Criminology Skills covers both criminological study skills and research skills in one volume, giving you the skills you need to succeed in the study of criminology.
A three-part structure covers finding source materials, academic skills, study skills, and research methodology, guiding you through a range of skills and methods which you will need to practise and demonstrate in your degree. Topics covered include finding and evaluating criminological resources, referencing and avoiding plagiarism, preparing for exams, planning a research project, data analysis and much more.
Criminology Skills first helps you to establish a strong and comprehensive skills foundation before building to a more advanced level, increasing your competence and confidence with which to approach projects.
The text is accompanied by an innovative and dynamic Online Resource Centre which includes practical exercises, animated walk-throughs showing how to use online databases, and activities to help test your understanding of ethical considerations and of the differences between quantitative and qualitative research methods.
Emily Finch is an experienced law lecturer and has taught criminal law, criminal evidence and cybercrime at a number of institutions. Her overarching research interest is in public perceptions of crime and criminality and the impact of technology on criminal activity, especially the criminogenic potential of the internet. She has a particular interest in jury decision-making and has conducted a number of empirical studies that explore factors that influence jury verdicts in rape, theft and fraud trials. Her work on identity theft won the Joseph Lister Award in 2005 and her current research focus is on film piracy and the niche vulnerability of fraud to older internet users. Stefan Fafinski is an experienced law lecturer and a Research Associate at the University of Oxford. His teaching is focussed upon criminal law, intellectual property law, and cyberlaw and cybercrime. He is interested in the social factors that influence the misuse of information technology and the challenges that networked technologies present in general. He won the Joseph Lister Award for his work on the social aspects of computer crime in 2006.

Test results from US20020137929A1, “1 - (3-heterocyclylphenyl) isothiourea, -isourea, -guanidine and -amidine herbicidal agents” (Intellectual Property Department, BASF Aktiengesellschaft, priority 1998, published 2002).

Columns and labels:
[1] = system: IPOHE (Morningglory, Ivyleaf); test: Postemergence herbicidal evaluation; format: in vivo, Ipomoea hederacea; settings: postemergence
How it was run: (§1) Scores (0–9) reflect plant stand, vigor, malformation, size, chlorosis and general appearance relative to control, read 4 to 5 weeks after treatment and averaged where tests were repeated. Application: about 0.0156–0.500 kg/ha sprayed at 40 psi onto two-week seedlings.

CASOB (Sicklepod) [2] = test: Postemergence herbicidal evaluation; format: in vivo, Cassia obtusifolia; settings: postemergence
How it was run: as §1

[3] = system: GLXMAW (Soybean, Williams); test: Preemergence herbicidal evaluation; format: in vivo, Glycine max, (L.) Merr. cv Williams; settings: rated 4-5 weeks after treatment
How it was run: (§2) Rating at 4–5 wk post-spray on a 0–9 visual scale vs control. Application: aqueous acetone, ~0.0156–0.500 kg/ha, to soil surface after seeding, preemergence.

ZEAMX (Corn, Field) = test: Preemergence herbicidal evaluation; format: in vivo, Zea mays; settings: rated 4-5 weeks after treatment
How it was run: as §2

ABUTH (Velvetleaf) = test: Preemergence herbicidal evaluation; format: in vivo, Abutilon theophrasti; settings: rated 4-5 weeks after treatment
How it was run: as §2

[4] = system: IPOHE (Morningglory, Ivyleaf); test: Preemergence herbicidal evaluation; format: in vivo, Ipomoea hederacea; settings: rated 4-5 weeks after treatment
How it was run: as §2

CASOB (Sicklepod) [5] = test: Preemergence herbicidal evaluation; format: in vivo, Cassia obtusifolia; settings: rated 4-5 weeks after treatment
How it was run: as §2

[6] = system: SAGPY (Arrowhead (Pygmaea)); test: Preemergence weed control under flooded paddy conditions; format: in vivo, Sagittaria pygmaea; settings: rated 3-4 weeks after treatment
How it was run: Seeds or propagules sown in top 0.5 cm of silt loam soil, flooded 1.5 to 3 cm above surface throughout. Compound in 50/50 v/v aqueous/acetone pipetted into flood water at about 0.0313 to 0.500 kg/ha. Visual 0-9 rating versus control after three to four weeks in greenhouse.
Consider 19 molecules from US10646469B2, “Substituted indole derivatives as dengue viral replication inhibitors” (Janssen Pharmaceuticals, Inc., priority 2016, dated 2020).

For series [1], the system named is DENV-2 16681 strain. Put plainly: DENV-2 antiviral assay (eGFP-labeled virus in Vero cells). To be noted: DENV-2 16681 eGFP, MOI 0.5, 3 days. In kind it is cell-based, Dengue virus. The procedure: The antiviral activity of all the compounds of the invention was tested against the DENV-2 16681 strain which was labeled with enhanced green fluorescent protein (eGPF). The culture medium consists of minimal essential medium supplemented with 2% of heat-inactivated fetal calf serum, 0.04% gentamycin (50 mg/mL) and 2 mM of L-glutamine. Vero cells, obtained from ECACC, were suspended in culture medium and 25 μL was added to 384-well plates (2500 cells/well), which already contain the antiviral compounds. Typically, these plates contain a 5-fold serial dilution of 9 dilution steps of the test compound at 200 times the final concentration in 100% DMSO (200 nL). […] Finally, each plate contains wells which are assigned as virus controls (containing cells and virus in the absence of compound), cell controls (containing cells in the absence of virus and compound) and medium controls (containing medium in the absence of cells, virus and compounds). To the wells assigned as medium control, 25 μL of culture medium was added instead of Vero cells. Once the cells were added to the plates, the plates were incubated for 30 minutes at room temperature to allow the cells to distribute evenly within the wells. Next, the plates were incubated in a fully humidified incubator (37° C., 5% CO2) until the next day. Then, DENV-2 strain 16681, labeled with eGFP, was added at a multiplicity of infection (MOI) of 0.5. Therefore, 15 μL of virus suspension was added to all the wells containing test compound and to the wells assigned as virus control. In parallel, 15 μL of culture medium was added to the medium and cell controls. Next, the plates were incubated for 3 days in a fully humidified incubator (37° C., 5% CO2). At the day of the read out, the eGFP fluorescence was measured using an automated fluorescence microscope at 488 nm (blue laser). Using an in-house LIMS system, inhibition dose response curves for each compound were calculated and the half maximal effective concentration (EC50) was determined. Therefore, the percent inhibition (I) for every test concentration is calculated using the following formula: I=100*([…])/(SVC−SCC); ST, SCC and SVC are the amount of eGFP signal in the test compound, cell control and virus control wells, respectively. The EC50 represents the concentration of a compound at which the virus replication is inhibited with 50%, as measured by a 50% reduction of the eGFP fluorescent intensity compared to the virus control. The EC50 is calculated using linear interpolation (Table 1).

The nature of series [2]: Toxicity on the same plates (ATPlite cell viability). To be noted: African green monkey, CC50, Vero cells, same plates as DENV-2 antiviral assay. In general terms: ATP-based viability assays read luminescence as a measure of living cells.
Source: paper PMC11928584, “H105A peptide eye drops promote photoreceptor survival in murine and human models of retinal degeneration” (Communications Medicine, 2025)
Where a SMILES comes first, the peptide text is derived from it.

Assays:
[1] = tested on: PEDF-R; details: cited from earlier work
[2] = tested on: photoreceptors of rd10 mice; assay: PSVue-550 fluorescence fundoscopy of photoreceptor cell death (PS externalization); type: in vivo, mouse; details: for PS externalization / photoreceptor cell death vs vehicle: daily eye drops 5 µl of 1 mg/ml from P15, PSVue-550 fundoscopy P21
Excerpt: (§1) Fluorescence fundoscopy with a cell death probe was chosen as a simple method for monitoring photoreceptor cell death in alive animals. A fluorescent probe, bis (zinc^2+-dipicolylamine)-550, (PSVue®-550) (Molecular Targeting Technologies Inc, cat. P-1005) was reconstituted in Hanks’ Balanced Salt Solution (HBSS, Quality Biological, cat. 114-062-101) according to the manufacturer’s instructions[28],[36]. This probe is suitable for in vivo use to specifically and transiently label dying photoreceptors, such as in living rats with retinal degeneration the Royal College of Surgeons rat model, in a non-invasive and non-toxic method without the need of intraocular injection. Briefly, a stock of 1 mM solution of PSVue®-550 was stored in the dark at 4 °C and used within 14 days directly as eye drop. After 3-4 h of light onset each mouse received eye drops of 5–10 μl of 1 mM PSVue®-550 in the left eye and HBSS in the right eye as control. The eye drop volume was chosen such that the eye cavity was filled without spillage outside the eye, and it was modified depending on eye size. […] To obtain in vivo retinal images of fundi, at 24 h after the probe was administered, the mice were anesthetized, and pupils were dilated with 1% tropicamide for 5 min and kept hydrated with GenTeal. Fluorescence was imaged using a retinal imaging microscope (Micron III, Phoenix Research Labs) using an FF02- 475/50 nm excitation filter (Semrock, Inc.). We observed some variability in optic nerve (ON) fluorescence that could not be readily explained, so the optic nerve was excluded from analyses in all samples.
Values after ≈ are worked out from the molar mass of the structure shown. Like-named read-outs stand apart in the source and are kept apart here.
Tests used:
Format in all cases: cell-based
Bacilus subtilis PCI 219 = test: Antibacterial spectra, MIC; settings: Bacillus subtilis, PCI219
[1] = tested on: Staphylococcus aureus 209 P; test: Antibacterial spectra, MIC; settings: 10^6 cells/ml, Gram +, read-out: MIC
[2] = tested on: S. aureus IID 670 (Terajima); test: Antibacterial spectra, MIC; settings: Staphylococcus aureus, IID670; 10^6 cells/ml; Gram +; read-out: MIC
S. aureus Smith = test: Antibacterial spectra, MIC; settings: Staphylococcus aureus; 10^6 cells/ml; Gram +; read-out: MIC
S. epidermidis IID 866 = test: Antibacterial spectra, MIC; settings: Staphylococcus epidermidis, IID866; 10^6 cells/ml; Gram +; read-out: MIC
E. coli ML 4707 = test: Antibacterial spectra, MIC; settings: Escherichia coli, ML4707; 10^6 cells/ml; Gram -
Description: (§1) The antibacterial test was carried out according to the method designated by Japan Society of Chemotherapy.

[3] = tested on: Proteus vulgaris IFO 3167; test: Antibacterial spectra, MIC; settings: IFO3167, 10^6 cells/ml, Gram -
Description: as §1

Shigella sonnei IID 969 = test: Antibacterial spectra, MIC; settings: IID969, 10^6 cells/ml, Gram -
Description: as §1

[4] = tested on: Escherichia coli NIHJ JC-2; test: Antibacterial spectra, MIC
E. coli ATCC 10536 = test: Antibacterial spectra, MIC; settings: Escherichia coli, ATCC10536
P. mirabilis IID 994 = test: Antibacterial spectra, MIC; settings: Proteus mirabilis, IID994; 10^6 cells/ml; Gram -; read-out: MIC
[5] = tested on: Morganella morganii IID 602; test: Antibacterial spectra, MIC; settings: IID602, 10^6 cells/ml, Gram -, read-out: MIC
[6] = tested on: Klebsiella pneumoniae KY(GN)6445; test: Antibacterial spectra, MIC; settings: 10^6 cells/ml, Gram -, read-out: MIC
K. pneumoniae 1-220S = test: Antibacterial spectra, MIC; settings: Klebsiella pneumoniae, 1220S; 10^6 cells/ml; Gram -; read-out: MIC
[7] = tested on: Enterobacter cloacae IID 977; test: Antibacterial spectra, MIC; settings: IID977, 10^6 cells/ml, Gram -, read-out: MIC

PART I: FINDING, USING AND EVALUATING CRIMINOLOGICAL RESOURCES; PART II: ACADEMIC CRIMINOLOGY SKILLS; PART III: RESEARCH SKILLS IN CRIMINOLOGY